Guadalupe Llano Grande is a town of elderly men, women and small children, its young people gone in search of better lives. Mr. Martinez's sons all went to California. Two wash dishes at restaurants; the third was killed five years ago by gang members in Los Angeles.

Decades of too much logging, farming and grazing has ruined the land, said Mr. Estrada, who is conducting a study analyzing the correlation between government policies and land degradation.

The government knew decades ago that if its farmers continued to pump the land with chemicals to boost production the soil would eventually collapse, but officials refused to consider more restrained practices, Mr. Estrada said.

"This is big business," he said. "The policies have supported the quasi-state and multinational companies that sell the improved seeds, chemical fertilizers, pesticides and machinery."

They also support the political parties, Mr. Estrada said. The government farm aid program, Procampo, puts local leaders in charge of distributing vouchers for farmers to buy the products at a discount.

"But if you don't vote for them, you're not going to see your voucher," farmer Bautista Salazar said.

Farmers have nicknamed the program "PRIcampo," alluding to Mexico's long-ruling Institutional Revolutionary Party, or PRI by its Spanish initials.

"The program opens the doors to a lot of manipulation to benefit those in power," Mr. Estrada said.

Pascacio Taboada, spokesman for the Agriculture Secretariat said it is possible irregularities occur, given that Procampo has 714 support centers that distribute about $1 billion to more than 3 million farmers each year. But he insisted such occurrences are rare since the program is monitored by the farmers themselves, who elect local Procampo representatives.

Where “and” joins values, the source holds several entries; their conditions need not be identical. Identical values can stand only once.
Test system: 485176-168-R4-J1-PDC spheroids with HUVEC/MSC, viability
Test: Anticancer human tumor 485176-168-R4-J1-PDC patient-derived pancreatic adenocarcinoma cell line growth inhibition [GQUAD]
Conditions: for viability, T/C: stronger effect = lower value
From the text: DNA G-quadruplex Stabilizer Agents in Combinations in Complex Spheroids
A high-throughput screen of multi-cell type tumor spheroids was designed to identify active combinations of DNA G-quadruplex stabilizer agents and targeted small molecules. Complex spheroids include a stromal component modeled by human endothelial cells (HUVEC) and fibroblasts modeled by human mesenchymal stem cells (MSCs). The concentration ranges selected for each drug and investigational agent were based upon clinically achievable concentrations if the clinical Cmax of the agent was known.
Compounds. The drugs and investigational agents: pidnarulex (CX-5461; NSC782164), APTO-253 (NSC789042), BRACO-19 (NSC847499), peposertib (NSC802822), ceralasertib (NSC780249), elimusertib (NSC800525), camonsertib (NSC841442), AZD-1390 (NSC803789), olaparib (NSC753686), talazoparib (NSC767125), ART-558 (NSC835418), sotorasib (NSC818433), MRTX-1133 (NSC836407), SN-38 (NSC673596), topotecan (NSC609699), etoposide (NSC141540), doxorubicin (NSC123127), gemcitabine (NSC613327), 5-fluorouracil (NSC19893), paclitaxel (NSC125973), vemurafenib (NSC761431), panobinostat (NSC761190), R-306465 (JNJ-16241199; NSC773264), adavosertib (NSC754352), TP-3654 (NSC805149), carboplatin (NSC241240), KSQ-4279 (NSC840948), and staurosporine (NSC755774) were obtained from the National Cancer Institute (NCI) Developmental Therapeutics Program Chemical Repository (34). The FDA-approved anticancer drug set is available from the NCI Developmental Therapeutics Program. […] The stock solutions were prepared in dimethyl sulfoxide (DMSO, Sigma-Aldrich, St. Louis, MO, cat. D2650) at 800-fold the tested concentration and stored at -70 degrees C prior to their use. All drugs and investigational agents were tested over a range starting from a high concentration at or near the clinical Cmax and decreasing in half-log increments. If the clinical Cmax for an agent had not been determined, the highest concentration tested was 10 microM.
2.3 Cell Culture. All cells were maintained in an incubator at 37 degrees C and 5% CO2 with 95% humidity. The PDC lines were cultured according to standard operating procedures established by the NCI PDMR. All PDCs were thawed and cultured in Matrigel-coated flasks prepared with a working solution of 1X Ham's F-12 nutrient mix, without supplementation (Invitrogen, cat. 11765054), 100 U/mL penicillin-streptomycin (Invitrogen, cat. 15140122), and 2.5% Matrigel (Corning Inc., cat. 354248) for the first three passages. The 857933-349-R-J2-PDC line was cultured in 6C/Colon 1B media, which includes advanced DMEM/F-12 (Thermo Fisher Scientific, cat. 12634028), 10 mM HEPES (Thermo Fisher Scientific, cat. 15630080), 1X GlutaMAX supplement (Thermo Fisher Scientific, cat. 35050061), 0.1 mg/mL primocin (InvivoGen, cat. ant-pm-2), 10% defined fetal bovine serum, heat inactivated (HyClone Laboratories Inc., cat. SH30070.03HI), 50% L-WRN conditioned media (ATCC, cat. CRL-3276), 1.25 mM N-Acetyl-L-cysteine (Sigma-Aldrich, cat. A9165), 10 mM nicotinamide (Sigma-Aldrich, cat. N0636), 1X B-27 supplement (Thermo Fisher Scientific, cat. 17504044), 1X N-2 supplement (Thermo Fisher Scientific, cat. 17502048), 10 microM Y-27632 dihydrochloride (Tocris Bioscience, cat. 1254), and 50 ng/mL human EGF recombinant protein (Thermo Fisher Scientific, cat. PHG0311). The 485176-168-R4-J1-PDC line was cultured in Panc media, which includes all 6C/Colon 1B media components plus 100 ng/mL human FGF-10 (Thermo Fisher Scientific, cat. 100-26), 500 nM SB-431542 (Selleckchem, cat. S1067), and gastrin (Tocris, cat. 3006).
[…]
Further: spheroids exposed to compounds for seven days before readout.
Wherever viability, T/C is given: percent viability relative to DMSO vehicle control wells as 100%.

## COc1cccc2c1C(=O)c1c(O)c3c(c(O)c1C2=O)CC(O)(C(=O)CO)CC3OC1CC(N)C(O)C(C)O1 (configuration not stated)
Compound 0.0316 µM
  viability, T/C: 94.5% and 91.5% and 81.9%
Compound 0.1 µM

"The system works," he said. "You can bet if someone believes they are getting ripped off that they report it."

He disputed contentions that the secretariat's policies are designed to benefit agrochemical businesses and political powers. The government has reduced pesticide use and promoted organic farming wherever possible, Taboada said. But, he added, the bottom line is production.

"Our goal is to make use of our natural resources for the benefit of man. I suppose we could leave the land alone, which would be best for the environment, but then how would we produce?" he said. "I don't deny that the resources are running out, but the demand is growing. We can't wait."

Alejandro Santiago Salazar, a Mixteco farmer, started using fertilizers in the early 1970s when officials came to this isolated region as part of the Green Revolution, a campaign started in Mexico in 1944 to combat world hunger. Sponsored by the Rockefeller Foundation, it promoted new seed varieties, fertilizers and pesticides to boost grain yields.